Despite the tremendous progress in our understanding of ribosome biogenesis in recent years, the full complexity and especially the dynamic nature of the maturation cascade still remain enigmatic and crave for novel approaches. Therefore, it is of great importance to understand the cascade of events during ribosome biogenesis and its regulatory network in detail. In the past, common genetic and biochemical studies, mostly done in yeast, gathered basic knowledge about ribosome formation including groundbreaking structural insights. However, the available tools provide rather static snapshots and hence are not suitable to unravel the dynamics of this rapid and interwoven pathway. One promising strategy to circumvent these limitations is the use of small molecular weight inhibitors that allow experimenters the rapid blockage of ribosome formation at a distinct step and to monitor the effects within minutes.

However, despite the large repertoire of potential targets provided by the ~250 maturation factors alone, only very few chemical inhibitors of ribosome biogenesis are known so far. With the help of diazaborine, the first inhibitor of eukaryotic ribosome biogenesis, our lab previously demonstrated the tremendous potential to investigate the dynamics of ribosome biogenesis by targeted chemical inhibition.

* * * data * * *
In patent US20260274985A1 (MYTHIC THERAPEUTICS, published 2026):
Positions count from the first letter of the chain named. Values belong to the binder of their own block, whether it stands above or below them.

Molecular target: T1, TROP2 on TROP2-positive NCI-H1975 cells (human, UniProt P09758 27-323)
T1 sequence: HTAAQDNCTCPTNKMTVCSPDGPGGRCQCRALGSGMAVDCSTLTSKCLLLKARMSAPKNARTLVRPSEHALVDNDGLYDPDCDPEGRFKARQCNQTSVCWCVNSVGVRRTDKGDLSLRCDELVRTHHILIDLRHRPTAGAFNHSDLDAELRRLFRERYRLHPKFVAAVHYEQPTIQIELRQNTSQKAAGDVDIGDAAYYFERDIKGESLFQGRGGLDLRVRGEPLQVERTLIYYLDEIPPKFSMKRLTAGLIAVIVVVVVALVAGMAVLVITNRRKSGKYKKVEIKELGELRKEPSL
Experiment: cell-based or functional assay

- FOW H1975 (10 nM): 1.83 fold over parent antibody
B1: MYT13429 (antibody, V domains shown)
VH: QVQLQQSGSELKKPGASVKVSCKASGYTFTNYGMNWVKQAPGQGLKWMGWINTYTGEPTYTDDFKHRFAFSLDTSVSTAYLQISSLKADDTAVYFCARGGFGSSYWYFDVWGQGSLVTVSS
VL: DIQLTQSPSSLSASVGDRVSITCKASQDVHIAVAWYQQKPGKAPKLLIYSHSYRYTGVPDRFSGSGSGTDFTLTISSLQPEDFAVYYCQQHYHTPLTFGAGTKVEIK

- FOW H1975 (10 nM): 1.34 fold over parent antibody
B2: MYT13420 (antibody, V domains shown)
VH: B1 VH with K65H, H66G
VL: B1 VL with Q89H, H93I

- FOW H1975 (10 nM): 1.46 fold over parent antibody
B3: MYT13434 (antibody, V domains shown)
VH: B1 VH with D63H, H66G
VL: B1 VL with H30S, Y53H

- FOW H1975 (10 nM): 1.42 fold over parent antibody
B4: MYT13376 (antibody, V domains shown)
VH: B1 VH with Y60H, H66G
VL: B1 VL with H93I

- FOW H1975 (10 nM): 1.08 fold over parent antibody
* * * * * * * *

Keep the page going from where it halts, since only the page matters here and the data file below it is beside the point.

By inhibiting the AAA-ATPase Drg1 in the cytoplasm, diazaborine specifically blocks release and recycling of shuttling pre-60S maturation factors. Consequently, these shuttling factors are trapped on cytoplasmic particles, which leads to their depletion in the nucleus. The resulting shortage for the next round of ribosome biogenesis in the nucleus and can lead to secondary blocks, eventually causing entrapment of even earlier acting maturation factors. This rebound effect is therefore transmitted back step by step to the earliest stages of pre-ribosome formation. Since there is hardly any free pool of maturation factors, these secondary and tertiary blockages manifest within minutes. Unraveling this cascade of events was a crucial step to understand the coordination of nucleolar and cytoplasmic maturation events and demonstrated that the full dynamics of ribosome biogenesis can only be disentangled with the fast onset of chemical inhibition.